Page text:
Another is the verb "to fit". The past tense, "fitted", seems be dead or dying. "It was a bit tight, but after a bit of fettling it fit". :banghead:

 

I have to remember I’m getting old, and perhaps a bit stuck in my ways. ;)

 

 

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@Heather Kay I'm with you here.  Another screaming irritant is customers asking "Can I get a........?"   NO, the person serving "gets" the item for them.  The correct form is "Please could I have.....?" or "Please could you get me a ....?"  As a former coffee-shop employee I ws tempted so many times to respond to "Can I get....?" with "I don't know, can you?"

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40 minutes ago, 3DStewart said:

I suppose it's because people get bored with old slang and want something that makes them feel modern.  There is a precedent for it.

 

Archie has become flak; ASDIC has become sonar; runner has become sprue (but only for plastic modellers), and so on.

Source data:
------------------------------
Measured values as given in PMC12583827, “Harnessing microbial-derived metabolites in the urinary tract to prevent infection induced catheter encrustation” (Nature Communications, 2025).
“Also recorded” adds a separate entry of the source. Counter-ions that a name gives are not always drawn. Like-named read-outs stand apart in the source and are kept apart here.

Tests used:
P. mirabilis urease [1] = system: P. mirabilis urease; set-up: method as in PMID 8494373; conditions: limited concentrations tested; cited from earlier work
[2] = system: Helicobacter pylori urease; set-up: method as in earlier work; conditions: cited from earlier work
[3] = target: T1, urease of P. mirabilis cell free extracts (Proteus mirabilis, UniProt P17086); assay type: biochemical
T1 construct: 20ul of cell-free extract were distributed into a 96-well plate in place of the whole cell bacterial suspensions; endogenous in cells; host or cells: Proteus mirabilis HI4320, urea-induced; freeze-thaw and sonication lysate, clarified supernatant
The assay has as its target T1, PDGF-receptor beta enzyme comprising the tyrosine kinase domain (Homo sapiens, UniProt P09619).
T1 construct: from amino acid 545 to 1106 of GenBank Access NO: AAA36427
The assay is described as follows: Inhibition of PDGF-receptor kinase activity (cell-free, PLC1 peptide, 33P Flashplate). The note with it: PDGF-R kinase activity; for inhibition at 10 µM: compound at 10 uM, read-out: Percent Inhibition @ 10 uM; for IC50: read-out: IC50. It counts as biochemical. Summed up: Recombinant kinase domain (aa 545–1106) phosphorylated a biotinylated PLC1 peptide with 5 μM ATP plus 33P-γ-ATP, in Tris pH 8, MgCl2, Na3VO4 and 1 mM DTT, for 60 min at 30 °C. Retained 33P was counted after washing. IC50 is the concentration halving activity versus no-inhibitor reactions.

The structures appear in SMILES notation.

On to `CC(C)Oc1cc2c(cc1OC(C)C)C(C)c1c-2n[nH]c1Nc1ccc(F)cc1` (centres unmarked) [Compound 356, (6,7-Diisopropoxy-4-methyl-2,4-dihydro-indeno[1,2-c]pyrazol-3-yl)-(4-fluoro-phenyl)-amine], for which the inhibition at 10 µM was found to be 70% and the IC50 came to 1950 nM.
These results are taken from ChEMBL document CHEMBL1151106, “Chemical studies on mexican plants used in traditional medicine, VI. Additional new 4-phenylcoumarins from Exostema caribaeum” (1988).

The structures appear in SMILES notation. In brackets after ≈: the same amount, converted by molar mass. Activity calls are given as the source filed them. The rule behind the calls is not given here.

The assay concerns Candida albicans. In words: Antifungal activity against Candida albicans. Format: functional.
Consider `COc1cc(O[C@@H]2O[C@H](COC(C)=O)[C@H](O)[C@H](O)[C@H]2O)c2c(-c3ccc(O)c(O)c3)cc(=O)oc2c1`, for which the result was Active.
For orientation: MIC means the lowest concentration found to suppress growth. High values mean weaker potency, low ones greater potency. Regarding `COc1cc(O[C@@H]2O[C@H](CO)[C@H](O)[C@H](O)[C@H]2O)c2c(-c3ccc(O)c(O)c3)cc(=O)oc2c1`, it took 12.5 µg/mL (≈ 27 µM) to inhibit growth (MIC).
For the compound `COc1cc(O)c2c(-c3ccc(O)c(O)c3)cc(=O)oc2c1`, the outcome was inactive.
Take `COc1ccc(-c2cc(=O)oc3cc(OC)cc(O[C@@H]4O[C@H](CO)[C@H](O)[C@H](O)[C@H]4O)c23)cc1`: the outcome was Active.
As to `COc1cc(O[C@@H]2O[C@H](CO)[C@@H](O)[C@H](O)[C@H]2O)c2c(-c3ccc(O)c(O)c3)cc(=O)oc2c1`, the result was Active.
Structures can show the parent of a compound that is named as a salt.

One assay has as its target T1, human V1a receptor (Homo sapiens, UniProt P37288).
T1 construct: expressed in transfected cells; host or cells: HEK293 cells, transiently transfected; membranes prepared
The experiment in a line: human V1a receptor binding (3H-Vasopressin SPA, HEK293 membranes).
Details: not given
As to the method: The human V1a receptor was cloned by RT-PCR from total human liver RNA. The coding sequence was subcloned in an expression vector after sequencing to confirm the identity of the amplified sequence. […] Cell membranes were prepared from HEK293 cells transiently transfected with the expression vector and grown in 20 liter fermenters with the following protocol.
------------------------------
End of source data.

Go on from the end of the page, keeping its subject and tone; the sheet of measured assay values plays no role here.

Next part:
I've genuinely never heard the word Archie used to mean Flak.

 

 

 

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1 hour ago, 3DStewart said:

I suppose it's because people get bored with old slang and want something that makes them feel modern.  There is a precedent for it.

 

Archie has become flak; ASDIC has become sonar; runner has become sprue (but only for plastic modellers), and so on.

 Archie from WWI went on to be Flak (German abbreviation) in WWII and currently the US military use, "Triple A" (anti aircraft artillery). 

 

Probably being superseded as I speak. 😂

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12 minutes ago, Neil.C said:

 Archie from WWI went on to be Flak (German abbreviation) in WWII and currently the US military use, "Triple A" (anti aircraft artillery). 

 

Probably being superseded as I speak. 😂


Ack-ack in WW2, from the British phonetic alphabet of the time - Ack (sometimes Ac), Beer, Charlie, Don, Edward, etc.

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1 hour ago, 3DStewart said:

runner has become sprue

I searched for an injection molding glossary one time and found out that sprue nippers should really be called gate nippers. The order was sprue; runner; gate; and cavity, so we've all been getting it a bit backwards. 🤔 Small talk at the Injection Molding Association's Annual Awards dinner must be scintillating. 😁